In the long term we hope to find ways to improve the application to provide greater deal management functionality, such as email alerts to users, customized searches for specific deal types, following specific businesses and any deals from them, and easier to use calendaring of deals.  We also want to move quickly to work with the deal vendors on their plans to offer instant deals and hopefully provide an avenue for consumers to pull out their mobile, see any instant deals near them, then walk in and redeem those offers.  In addition, we plan on adding the Android platform to the existing iPhone support.

In terms of the business, the initial revenue stream comes from the commissions provided by the deal vendors to DealBoss when a sale is made.  In March 2011 we signed an agreement with Groupon for 10% of sales, although we expect other vendors will offer less.  As soon as the application is approved by Apple, the DealBoss team is going to continue negotiations with other deal vendors in order to obtain funding streams.  In addition to more deal vendors, DealBoss is planning (starting in 2012) to provide subscription based marketing analytics to businesses looking for additional information about their customers.

Currently DealBoss is trying to raise approximately €250,000 in order to fund development for the rest of 2011.  As a result, I especially found the classes with investors to be particularly useful – in terms of how investors viewed potential companies (Rodolfo Carpintier) and how different VC deals can be structured (Roberto Saint-Malo).

Although the explosive growth rate of deal sites should offer an excellent market opportunity in the near term for a high level of profitability (I’m not including the chart on this blog post), there is a long term risk that the market will consolidate into a very small number of deal vendors, making the product less useful.  We can mitigate this by providing other deal sources outside of simply daily deals, but it may also provide an exit opportunity for an interested buyer who wants to compete in mobile.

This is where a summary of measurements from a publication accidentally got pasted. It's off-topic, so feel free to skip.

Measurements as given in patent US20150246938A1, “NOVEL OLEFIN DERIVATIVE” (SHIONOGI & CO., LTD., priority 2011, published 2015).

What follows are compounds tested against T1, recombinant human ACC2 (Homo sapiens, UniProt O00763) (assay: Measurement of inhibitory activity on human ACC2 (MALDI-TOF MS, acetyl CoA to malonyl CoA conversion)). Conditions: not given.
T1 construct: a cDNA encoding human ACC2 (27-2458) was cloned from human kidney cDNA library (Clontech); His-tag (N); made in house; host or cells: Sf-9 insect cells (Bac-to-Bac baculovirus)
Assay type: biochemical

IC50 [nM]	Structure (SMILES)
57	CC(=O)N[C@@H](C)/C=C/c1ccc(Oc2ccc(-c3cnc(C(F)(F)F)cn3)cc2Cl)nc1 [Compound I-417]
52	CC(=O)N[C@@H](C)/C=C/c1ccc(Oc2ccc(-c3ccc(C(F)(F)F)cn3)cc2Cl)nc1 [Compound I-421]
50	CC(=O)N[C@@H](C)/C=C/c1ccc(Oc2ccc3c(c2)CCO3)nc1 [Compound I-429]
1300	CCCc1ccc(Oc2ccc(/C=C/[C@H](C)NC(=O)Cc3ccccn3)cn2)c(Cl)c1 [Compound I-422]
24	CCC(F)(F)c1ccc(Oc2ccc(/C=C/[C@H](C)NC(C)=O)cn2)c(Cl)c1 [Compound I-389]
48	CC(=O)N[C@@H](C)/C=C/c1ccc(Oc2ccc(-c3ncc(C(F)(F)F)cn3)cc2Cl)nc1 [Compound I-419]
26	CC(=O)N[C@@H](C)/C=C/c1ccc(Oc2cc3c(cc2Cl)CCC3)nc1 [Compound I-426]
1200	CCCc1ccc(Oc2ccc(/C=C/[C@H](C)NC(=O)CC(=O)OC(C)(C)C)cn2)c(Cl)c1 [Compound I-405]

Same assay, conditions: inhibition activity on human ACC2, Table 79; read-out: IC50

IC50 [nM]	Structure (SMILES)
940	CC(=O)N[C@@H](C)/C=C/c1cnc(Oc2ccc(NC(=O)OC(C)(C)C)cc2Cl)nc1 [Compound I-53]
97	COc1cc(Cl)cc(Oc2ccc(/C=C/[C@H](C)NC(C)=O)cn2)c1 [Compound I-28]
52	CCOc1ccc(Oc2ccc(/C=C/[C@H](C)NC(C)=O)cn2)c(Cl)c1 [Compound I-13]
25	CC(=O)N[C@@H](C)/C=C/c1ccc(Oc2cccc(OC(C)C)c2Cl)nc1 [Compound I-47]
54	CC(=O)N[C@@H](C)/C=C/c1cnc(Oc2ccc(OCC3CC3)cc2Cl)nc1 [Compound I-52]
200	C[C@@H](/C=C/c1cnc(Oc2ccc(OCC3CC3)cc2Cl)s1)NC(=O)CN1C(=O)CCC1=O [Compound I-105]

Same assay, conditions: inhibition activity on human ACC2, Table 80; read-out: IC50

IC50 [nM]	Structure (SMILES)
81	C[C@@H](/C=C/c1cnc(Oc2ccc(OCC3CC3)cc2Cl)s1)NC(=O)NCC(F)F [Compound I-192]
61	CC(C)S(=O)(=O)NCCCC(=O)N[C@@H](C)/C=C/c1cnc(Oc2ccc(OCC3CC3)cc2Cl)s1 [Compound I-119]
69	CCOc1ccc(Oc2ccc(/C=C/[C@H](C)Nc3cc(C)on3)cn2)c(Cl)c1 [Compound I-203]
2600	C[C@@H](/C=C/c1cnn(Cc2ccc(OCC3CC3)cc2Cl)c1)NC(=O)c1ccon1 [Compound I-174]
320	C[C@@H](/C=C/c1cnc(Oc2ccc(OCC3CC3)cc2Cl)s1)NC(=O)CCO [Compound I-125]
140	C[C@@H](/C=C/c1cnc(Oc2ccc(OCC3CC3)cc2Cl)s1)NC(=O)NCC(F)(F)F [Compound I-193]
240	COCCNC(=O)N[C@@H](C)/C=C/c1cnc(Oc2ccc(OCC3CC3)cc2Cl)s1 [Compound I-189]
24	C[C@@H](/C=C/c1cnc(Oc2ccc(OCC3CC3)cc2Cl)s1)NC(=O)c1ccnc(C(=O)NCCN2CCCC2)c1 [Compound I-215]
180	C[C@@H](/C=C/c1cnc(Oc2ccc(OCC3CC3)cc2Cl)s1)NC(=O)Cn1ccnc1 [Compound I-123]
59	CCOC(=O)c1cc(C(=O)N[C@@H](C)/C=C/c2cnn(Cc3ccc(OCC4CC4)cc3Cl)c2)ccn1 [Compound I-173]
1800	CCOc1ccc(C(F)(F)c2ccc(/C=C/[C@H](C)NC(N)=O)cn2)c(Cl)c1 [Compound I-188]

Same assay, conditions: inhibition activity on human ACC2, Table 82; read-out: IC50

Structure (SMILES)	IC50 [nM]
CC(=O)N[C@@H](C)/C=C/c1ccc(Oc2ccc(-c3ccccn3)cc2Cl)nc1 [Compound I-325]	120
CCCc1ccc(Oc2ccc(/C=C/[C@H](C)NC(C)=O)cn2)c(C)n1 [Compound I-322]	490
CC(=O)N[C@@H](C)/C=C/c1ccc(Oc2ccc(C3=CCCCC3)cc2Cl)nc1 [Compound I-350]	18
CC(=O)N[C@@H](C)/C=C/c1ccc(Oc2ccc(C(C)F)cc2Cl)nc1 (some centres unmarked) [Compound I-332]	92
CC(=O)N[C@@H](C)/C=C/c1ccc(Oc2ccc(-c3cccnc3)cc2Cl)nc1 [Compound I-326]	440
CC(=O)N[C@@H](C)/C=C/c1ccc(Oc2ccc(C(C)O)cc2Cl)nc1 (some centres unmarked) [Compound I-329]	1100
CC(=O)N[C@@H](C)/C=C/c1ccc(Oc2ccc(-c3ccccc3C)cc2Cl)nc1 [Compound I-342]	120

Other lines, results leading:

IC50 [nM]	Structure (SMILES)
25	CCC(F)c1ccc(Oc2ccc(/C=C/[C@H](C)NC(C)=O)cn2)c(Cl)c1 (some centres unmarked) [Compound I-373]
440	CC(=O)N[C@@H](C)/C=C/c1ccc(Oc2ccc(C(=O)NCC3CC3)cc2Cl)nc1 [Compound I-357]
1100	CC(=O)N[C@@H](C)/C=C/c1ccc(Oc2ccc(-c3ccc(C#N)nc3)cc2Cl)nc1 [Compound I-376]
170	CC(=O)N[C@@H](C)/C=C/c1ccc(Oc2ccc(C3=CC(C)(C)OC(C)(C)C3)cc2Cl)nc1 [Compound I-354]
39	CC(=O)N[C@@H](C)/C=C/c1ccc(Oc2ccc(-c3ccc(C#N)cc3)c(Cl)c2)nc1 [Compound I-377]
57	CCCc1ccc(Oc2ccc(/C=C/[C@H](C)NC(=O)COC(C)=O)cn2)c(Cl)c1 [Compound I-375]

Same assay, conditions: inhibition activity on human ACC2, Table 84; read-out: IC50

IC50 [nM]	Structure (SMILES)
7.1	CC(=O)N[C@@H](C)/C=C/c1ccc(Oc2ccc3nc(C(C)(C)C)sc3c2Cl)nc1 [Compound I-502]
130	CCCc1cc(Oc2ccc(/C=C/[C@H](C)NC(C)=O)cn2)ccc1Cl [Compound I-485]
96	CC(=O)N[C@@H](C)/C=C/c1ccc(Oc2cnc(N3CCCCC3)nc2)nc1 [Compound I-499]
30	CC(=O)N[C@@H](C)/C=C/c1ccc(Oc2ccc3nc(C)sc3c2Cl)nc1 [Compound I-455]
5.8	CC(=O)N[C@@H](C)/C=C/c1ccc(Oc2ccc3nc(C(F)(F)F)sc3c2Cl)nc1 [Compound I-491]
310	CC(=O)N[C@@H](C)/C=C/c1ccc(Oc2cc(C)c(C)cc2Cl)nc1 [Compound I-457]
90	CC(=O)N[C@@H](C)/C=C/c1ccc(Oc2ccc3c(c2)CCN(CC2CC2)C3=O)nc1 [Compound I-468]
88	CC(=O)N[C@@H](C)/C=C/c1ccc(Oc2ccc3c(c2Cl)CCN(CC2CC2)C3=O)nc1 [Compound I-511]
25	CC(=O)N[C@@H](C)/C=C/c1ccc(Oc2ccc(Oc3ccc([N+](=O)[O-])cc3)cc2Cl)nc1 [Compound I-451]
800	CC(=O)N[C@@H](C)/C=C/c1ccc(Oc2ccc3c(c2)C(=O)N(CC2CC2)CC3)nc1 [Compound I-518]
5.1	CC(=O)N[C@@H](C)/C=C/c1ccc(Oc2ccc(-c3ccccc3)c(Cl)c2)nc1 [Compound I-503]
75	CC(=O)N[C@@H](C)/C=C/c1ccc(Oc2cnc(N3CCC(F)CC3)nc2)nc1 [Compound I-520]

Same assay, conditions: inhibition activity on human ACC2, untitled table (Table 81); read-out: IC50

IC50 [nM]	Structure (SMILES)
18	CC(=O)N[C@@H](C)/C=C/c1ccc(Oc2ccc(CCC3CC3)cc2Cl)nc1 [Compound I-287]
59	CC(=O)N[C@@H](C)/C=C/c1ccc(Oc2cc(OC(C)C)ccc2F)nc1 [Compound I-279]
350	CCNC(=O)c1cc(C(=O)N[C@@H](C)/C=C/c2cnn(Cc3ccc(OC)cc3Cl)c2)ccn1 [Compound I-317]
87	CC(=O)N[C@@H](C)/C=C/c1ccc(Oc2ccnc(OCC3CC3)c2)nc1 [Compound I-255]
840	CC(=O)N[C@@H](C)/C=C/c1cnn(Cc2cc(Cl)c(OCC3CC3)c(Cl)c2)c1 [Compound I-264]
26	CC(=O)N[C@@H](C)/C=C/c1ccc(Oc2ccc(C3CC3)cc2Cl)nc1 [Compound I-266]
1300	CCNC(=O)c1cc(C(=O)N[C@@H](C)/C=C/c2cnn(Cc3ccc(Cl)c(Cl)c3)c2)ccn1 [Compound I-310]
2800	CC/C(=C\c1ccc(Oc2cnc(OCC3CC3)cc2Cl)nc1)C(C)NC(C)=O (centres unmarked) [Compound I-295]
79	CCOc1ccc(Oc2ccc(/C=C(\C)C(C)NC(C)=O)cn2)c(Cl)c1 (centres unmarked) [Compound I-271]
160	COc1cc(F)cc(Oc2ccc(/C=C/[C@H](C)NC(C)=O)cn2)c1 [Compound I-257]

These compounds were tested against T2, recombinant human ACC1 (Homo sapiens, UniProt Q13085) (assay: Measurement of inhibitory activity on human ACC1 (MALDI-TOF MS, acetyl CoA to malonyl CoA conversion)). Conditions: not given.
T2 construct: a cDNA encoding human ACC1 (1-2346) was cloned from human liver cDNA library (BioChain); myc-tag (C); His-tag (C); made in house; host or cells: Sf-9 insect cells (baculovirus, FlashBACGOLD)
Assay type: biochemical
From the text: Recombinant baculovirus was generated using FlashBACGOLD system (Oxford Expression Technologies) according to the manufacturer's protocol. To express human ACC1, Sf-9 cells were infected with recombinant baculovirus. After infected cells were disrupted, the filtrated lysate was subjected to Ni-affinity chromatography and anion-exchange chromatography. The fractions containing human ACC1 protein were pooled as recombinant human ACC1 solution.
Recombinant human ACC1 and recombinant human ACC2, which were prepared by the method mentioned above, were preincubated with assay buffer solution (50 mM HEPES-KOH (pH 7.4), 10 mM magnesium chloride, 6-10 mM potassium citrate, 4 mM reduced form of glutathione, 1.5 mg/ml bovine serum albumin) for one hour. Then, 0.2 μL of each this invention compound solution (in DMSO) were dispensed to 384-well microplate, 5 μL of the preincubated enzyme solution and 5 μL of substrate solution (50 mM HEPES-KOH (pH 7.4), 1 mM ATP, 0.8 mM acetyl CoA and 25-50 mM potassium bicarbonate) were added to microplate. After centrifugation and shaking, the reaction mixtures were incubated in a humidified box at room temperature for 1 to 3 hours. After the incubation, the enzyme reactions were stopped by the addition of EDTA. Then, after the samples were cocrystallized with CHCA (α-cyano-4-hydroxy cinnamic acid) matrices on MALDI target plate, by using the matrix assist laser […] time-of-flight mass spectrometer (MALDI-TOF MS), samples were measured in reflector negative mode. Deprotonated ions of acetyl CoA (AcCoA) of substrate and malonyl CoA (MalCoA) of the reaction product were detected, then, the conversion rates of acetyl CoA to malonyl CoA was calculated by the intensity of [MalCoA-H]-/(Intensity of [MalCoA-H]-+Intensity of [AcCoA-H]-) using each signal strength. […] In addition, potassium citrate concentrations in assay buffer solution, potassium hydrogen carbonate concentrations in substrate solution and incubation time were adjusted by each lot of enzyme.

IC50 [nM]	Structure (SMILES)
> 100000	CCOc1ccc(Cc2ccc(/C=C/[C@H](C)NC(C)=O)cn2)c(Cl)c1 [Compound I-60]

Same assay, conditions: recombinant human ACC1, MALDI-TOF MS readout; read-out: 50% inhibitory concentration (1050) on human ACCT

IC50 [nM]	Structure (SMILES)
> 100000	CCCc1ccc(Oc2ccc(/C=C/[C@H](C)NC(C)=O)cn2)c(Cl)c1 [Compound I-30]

Near Term Future
In the next few weeks DealBoss will be launching a Spanish language web site including a product video (the current product video is in English), finishing the approval process with Apple in the iTunes store, adding content providers, and making small improvements to the application in response to customer feedback and additional beta testing.  We will also begin the transition from a team of six to a team of two plus four part time advisors and attempt to maintain a functioning business with a minimal staff.

Final Thoughts on Course
I absolutely loved the way we got to meet with real entrepreneurs and investors and learn about their challenges and viewpoints.  I think the only challenge is deciding when a course like this would be best to take, by term five we were all either immersed in our own startups or looking for employment.  However, any earlier and it wouldn’t have been as “real” and useful for us as we are working on our businesses.  Either way, this was one of the best and most useful courses I took during my time in the MBA and I thoroughly enjoyed it.

Tech Startups: Rodolfo Carpintier, Internet Investor

Posted April 18, 2011 by Anthony Hess
Categories: IETechstartup

Today, April 15th 2011 was the last class in IE Tech Startups.  We learned even more about what investors value in a startup and how they view things.  The class started an hour and a half earlier than the previous classes, resulting in more than half the class missing the session.  Unfortunately, I was feeling a bit under the weather so my ability to focus was highly varied … but it was still an excellent class, just like all the others.